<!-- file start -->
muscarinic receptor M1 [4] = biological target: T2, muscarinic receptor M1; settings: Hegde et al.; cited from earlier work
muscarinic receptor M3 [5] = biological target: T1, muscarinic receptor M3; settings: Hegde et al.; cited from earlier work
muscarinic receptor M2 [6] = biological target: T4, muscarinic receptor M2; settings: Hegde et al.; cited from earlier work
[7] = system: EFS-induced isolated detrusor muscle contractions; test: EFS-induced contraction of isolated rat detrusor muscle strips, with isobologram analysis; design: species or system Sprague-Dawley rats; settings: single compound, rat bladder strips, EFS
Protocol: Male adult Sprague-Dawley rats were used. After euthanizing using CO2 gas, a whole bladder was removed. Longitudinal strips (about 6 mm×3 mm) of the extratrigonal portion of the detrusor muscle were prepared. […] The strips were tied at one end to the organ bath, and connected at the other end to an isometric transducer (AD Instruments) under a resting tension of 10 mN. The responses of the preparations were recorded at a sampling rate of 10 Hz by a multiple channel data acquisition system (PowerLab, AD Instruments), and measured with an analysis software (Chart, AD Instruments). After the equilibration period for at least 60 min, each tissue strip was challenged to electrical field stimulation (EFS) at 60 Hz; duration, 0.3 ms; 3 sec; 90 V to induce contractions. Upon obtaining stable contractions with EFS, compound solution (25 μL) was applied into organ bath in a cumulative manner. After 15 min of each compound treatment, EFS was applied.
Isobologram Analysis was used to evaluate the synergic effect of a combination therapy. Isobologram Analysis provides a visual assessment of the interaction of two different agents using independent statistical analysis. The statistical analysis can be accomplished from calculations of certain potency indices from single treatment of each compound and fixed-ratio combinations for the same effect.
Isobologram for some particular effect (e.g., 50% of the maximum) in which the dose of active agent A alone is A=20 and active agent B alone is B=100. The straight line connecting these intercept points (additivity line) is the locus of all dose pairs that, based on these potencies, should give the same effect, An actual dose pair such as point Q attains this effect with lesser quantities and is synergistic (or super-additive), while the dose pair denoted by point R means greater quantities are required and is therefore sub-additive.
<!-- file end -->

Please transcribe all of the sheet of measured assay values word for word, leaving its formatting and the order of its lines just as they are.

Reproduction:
muscarinic receptor M1 [4] = biological target: T2, muscarinic receptor M1; settings: Hegde et al.; cited from earlier work
muscarinic receptor M3 [5] = biological target: T1, muscarinic receptor M3; settings: Hegde et al.; cited from earlier work
muscarinic receptor M2 [6] = biological target: T4, muscarinic receptor M2; settings: Hegde et al.; cited from earlier work
[7] = system: EFS-induced isolated detrusor muscle contractions; test: EFS-induced contraction of isolated rat detrusor muscle strips, with isobologram analysis; design: species or system Sprague-Dawley rats; settings: single compound, rat bladder strips, EFS
Protocol: Male adult Sprague-Dawley rats were used. After euthanizing using CO2 gas, a whole bladder was removed. Longitudinal strips (about 6 mm×3 mm) of the extratrigonal portion of the detrusor muscle were prepared. […] The strips were tied at one end to the organ bath, and connected at the other end to an isometric transducer (AD Instruments) under a resting tension of 10 mN. The responses of the preparations were recorded at a sampling rate of 10 Hz by a multiple channel data acquisition system (PowerLab, AD Instruments), and measured with an analysis software (Chart, AD Instruments). After the equilibration period for at least 60 min, each tissue strip was challenged to electrical field stimulation (EFS) at 60 Hz; duration, 0.3 ms; 3 sec; 90 V to induce contractions. Upon obtaining stable contractions with EFS, compound solution (25 μL) was applied into organ bath in a cumulative manner. After 15 min of each compound treatment, EFS was applied.
Isobologram Analysis was used to evaluate the synergic effect of a combination therapy. Isobologram Analysis provides a visual assessment of the interaction of two different agents using independent statistical analysis. The statistical analysis can be accomplished from calculations of certain potency indices from single treatment of each compound and fixed-ratio combinations for the same effect.
Isobologram for some particular effect (e.g., 50% of the maximum) in which the dose of active agent A alone is A=20 and active agent B alone is B=100. The straight line connecting these intercept points (additivity line) is the locus of all dose pairs that, based on these potencies, should give the same effect, An actual dose pair such as point Q attains this effect with lesser quantities and is synergistic (or super-additive), while the dose pair denoted by point R means greater quantities are required and is therefore sub-additive.